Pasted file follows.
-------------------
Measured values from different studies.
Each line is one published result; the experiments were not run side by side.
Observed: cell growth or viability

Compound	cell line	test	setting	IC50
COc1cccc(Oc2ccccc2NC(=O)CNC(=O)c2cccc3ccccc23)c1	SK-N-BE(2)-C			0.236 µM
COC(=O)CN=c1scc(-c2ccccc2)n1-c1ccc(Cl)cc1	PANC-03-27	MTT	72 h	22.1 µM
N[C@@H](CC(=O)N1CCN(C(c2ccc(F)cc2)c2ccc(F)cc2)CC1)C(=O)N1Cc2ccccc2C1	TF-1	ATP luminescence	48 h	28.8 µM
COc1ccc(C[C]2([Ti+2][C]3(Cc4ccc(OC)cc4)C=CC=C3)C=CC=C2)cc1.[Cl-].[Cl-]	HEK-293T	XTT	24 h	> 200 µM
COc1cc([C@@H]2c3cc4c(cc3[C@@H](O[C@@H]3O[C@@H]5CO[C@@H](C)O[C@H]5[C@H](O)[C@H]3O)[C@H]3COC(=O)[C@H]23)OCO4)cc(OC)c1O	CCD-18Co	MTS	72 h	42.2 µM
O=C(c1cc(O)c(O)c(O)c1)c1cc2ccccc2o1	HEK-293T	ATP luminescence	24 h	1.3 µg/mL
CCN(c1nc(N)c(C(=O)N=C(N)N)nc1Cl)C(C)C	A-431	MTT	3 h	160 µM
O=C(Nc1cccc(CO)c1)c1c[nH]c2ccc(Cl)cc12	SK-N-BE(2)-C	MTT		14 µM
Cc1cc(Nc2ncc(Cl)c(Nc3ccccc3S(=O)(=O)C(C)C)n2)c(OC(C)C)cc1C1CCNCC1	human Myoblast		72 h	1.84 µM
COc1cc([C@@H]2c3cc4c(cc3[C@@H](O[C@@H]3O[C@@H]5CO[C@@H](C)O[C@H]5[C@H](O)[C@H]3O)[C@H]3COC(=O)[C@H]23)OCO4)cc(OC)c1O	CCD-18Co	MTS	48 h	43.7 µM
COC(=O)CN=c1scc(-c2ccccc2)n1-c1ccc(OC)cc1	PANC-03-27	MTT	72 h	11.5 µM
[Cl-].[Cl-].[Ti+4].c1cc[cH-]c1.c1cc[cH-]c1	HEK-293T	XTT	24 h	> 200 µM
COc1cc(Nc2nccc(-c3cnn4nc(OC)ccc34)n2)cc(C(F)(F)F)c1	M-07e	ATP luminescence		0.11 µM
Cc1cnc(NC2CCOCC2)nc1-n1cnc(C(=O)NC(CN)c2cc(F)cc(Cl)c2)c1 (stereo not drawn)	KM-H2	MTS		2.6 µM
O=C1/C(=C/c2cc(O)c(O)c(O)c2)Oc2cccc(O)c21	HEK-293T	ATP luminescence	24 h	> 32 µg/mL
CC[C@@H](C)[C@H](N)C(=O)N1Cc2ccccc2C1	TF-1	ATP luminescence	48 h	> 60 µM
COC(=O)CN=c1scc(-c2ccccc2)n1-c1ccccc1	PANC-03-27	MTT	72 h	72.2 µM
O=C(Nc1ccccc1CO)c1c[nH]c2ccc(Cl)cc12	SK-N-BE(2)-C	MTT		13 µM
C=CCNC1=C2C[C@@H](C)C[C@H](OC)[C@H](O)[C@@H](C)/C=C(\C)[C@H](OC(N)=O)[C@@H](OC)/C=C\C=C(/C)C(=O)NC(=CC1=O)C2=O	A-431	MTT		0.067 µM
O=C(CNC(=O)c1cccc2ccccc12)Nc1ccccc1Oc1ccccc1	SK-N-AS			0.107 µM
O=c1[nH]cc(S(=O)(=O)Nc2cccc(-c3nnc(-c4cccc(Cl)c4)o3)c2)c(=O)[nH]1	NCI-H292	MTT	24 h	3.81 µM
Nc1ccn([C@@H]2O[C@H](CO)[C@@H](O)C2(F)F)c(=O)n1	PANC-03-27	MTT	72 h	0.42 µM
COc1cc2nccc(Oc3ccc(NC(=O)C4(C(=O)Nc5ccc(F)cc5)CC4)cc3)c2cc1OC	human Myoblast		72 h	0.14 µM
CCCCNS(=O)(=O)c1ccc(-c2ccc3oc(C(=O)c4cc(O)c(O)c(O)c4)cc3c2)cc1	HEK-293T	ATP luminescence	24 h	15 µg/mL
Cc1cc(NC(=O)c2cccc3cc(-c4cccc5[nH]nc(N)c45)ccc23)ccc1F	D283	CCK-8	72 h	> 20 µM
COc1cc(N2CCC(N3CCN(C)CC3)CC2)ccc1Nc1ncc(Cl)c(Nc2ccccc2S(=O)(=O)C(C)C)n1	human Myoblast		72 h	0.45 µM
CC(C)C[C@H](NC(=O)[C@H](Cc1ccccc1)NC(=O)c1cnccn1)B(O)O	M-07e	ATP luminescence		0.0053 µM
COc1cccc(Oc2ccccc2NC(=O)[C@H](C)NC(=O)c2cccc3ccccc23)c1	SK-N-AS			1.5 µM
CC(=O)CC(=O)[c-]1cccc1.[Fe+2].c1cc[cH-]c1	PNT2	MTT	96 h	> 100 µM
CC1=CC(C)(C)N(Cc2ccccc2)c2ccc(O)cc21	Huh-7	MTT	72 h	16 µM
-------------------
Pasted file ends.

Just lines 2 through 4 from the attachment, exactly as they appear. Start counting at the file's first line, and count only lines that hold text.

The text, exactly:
Each line is one published result; the experiments were not run side by side.
Observed: cell growth or viability

Compound	cell line	test	setting	IC50